The Winter of our Discontent

I picked up The Winter of our Discontent by John Steinbeck while sipping a spicy Bloody Mary on a cold crisp morning, expecting its setting to be winter.  The novel occurs between Easter weekend and July 4th week in 1960, using the reference to winter from Shakespeare’s Richard III:

“Now comes the winter of our discontent, made glorious by this sun [or son] of York.”

This book is a moral character study of a man and his family living in a seaside town on Long Island, and the timeless economic concerns of families. Most of the book is from Ethan Allen Hawley’s point of view, in the first person. Steinbeck slips into third person at Part II and somewhere in the middle of the section switches back to first person again to provide an omniscient (all knowing) narrative. I like this type of novel and Steinbeck’s enduring style. Here he spends more space on the page writing a character’s thoughts in provoking prose, and less in action and dialogue. The last chapter leaves the reader wondering about the future of the main character.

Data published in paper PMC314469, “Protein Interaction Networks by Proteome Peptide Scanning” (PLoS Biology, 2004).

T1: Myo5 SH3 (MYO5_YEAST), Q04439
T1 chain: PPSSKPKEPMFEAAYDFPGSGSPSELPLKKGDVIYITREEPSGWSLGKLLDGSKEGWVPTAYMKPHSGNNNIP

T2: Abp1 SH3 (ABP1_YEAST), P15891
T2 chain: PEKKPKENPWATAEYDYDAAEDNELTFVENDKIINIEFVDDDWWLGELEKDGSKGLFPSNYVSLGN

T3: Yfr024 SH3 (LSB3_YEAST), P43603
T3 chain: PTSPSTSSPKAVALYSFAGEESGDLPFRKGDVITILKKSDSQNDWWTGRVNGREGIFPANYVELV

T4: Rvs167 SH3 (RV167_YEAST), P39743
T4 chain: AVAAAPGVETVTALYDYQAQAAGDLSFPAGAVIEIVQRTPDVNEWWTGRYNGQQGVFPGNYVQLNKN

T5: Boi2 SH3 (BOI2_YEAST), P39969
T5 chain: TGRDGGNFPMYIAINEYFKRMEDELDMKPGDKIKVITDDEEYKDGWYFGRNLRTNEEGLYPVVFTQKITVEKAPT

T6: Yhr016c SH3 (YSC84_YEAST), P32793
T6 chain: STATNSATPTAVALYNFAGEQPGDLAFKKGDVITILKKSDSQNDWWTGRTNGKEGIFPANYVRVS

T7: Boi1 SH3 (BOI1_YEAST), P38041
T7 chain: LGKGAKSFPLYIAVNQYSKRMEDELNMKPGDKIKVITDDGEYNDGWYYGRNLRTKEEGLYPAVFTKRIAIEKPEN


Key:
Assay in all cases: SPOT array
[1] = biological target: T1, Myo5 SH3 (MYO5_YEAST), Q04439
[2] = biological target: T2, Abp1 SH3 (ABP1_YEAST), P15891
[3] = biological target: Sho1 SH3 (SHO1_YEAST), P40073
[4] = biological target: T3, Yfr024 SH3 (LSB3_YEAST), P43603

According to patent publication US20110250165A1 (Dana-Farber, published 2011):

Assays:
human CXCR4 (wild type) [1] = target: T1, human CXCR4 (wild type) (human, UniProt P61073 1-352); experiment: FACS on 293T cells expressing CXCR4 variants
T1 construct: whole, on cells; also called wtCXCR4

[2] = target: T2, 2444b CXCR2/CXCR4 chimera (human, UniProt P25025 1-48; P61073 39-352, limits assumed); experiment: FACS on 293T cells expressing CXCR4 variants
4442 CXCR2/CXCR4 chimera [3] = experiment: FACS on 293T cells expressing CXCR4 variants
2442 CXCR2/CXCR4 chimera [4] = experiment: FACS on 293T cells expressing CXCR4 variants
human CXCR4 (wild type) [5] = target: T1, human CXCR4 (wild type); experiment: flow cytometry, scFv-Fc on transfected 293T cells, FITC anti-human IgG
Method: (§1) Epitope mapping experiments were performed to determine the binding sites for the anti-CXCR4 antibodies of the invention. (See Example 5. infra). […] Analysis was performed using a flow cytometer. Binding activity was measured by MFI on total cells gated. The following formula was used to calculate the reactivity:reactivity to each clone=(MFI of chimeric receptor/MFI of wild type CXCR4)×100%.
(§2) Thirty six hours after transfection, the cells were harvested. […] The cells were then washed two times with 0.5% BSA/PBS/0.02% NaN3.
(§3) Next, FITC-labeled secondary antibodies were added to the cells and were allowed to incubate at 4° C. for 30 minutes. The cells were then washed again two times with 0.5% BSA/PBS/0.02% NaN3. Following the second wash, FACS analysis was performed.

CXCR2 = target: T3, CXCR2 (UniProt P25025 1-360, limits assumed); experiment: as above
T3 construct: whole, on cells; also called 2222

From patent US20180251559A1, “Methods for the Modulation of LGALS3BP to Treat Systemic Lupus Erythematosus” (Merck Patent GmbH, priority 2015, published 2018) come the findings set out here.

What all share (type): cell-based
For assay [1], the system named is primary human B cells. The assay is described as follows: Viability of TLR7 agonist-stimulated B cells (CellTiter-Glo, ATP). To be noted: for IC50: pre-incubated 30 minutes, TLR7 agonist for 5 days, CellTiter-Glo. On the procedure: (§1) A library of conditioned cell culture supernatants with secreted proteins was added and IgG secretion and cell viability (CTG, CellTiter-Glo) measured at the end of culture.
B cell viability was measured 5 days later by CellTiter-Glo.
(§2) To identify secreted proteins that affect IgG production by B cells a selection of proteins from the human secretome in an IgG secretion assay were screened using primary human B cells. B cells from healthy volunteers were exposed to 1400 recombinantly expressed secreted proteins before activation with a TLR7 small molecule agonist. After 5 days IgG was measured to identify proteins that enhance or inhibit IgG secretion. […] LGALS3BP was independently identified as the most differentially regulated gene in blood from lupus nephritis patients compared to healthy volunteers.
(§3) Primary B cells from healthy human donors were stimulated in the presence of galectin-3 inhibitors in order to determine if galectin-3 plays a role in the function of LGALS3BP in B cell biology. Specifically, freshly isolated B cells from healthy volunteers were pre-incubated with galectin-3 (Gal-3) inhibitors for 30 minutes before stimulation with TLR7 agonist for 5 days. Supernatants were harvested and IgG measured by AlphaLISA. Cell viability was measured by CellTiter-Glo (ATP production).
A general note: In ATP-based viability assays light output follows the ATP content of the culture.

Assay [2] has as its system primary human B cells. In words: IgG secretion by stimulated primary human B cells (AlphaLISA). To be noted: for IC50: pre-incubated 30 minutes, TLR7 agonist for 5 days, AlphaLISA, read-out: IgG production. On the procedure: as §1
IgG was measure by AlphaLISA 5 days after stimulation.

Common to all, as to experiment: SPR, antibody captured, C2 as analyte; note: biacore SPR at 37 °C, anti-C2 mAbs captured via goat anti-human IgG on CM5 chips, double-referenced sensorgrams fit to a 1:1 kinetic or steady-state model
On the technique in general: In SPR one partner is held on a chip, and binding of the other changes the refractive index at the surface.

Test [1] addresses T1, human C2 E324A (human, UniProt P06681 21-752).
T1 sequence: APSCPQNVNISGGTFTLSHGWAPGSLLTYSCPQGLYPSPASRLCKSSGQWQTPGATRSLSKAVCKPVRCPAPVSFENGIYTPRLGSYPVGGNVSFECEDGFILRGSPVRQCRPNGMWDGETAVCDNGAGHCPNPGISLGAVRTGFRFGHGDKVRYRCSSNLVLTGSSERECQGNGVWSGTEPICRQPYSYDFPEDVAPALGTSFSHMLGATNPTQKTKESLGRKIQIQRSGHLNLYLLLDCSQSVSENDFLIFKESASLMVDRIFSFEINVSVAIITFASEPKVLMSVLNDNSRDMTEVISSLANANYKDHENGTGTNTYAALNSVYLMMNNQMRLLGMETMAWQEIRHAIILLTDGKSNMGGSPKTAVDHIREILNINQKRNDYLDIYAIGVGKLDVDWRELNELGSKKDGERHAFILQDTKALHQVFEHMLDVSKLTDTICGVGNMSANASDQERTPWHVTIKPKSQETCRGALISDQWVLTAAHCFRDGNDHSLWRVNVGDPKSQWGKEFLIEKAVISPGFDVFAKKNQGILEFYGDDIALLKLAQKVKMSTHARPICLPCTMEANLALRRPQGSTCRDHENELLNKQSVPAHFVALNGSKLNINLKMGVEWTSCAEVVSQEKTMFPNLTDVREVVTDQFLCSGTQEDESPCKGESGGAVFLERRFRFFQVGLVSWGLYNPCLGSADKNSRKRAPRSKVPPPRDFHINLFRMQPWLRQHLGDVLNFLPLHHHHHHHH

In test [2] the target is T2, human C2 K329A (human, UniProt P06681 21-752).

Steinbeck told friends that he wrote this book as a commentary on the moral decline of American culture in the 1950s and 1960s. Initially, he was criticized for this, but some of his critics recanted following Watergate in the 1970s. This was the last novel that Steinbeck wrote before his death in 1968.

I’m a big John Steinbeck fan, and highly recommend this as one of his best novels. Go to your quiet place and read or listen to this one.

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